It’s also from this park that you can take the elevator down to Marina Piccola, where there are various private beach clubs, and where you would take the ferry to get to Capri or back to Naples. It’s just a few euros and saves you all that walking.
Right next to Villa Comunale, you will find the cloisters of San Francesco d’Assisi. This site has immense history and grandeur. It was originally a monastery in the 7th century and later turned into a church and cloisters in the 14th century.
Due to its magnificent architecture and picturesque garden, the cloisters are one of Sorrento’s most well-known landmarks. This explains why it is so widely used for events, including weddings and classical concerts.
If you’re hanging around the gardens, especially from April to September, you will no doubt see a number of wedding parties in the area. Entry to the cloisters is free and it’s open from around 7am to 7pm.
#5 Sorrentian Cuisine
Sorrento has fantastic restaurants and culinary options, including gnocchi alla sorrentina, made of tomato sauce, mozzarella, basil, and gnocchi, pictured above. We had this dish at Foreigner’s Club, also called Circolo dei Forestieri, which has an incredible terrace restaurant.
Sorrento is most known for its seafood as it’s a coastal town. Two delicious options are frittura de calamari e gamberi and spaghetti e vongole (with calamari and clams, respectively).
You’ll also find some good pizza, and there are many fantastic spots to try, such as Da Franco and Ahum. Another option is to try your hand by making pizza yourself with the help of expert pizzaiolos.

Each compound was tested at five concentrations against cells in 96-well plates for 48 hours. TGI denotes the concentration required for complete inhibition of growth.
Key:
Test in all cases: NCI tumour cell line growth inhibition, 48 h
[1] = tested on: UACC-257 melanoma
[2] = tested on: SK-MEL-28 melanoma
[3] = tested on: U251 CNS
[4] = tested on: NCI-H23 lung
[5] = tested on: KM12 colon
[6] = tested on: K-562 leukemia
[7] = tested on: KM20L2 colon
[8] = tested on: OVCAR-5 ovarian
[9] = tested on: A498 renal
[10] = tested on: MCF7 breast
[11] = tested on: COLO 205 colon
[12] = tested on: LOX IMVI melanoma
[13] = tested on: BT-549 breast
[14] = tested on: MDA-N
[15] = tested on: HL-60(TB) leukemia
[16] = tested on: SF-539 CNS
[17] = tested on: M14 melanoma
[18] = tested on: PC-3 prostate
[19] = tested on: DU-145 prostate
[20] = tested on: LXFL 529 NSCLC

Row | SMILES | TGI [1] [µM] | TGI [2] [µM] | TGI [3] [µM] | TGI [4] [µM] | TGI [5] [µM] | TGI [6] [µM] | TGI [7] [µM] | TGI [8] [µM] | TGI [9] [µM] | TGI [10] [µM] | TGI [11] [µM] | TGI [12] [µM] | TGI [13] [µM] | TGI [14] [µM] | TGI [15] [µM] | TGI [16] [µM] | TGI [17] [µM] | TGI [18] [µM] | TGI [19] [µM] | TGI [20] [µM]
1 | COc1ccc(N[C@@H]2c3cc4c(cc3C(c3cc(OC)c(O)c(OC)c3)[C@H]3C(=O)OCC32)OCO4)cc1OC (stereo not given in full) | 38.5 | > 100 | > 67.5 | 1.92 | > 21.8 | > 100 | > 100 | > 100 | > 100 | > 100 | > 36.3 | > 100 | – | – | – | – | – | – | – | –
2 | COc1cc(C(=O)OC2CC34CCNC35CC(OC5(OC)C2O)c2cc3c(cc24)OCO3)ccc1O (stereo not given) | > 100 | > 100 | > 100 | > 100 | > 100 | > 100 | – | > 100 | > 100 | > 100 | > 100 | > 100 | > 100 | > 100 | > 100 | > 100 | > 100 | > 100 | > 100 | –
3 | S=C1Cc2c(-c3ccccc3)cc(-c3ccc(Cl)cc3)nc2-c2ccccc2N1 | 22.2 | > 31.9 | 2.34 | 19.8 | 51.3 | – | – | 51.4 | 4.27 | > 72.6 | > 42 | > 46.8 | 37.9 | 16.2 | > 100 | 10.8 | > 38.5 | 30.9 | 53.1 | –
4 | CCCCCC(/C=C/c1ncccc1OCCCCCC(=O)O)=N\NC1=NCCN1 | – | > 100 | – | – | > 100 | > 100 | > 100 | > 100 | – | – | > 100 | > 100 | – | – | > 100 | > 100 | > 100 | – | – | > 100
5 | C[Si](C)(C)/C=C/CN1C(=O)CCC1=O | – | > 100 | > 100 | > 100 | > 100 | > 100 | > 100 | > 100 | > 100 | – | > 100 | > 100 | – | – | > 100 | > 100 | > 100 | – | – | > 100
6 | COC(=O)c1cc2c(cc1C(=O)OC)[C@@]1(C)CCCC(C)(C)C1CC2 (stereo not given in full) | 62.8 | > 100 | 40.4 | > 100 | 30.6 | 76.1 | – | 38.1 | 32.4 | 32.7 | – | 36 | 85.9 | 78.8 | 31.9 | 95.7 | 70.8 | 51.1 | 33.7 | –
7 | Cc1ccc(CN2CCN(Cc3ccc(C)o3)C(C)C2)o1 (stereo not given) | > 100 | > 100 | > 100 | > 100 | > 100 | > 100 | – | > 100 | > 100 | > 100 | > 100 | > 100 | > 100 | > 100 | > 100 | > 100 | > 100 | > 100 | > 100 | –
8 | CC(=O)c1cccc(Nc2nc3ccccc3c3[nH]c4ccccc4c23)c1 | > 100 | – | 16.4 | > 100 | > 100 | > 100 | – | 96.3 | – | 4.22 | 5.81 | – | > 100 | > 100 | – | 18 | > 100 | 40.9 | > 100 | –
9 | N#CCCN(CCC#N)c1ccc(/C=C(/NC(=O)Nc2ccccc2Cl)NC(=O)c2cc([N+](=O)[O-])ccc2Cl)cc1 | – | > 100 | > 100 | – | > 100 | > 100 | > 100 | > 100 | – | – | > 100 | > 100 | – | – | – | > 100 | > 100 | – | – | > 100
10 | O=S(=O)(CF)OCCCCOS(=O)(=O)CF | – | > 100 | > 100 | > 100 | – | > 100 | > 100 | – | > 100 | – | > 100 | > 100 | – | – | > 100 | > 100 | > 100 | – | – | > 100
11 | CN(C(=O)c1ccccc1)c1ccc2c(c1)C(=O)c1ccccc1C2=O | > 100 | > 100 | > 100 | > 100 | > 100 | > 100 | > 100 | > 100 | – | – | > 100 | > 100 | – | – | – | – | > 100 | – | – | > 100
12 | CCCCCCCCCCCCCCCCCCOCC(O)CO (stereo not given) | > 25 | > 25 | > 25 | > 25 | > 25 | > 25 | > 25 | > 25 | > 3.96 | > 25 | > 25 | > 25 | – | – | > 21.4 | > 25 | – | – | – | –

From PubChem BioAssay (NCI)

Another experience that I think it necessary in Sorrento is to sit at Fauno Bar, right in the middle of Piazza Tasso. Either get lunch, dinner, or just drinks and enjoy the atmosphere. It’s so alive. We had a really great caprese salad and charcuterie plate there.
Sorrento also has fantastic wines, which you can try on this private wine tour.
#6 Shop in the Old Town
In Sorrento’s old town, there are many great souvenirs you can buy. Whether it’s linen, sandals, or ceramics, there are fantastic artisans in Sorrento. This region is also famous for Intarsia Sorrentino, or inlaid wood art, since the 19th century.
The enchanting narrow streets of the Old Town are filled to the brim with lemon everything. Kitchenware, clothing, linens, pottery, etc. You can buy beautiful leather shoes, custom-made to your liking, for a much more reasonable price than in other towns on the Amalfi Coast.
Ceramics have a deep history in this region, where production has been traced back to over 8,000 years ago in a cave near Positano. Several stores in Sorrento sell beautiful pottery with lots of colors and patterns.
The shopping streets seem to go on forever, in a maze-like way. You’ll start to see the same things in all the stores, but it’s still a really fun experience.
#7 Explore the Amalfi Coast
The Amalfi Coast is a big draw for visitors to this area. Although Sorrento is not actually part of the Amalfi coast, it is a great launching off point for visiting the most famous and popular destinations, Positano and Amalfi.
You can visit these cities by car, train, or ferry from Sorrento. Positano is the dramatic hillside town that you see in all the photos (even the one above). It’s a fantastic place to visit for a day, with its dramatic views, high-end shopping, and enchanting atmosphere.
However, it’s very steep, so be ready for lots of stairs. Amalfi is a bit more laid back and isn’t steep, like Positano, so it’s more kid friendly and easier to walk around.
With this tour to the Amalfi Coast, you don’t have to worry about directions or understand traffic regulations, as your driver will ensure you have a relaxing time. Your guide will give you live commentary of the towns you visit and allow you enough free time to shop and eat.
#8 Capri and the Blue Grotto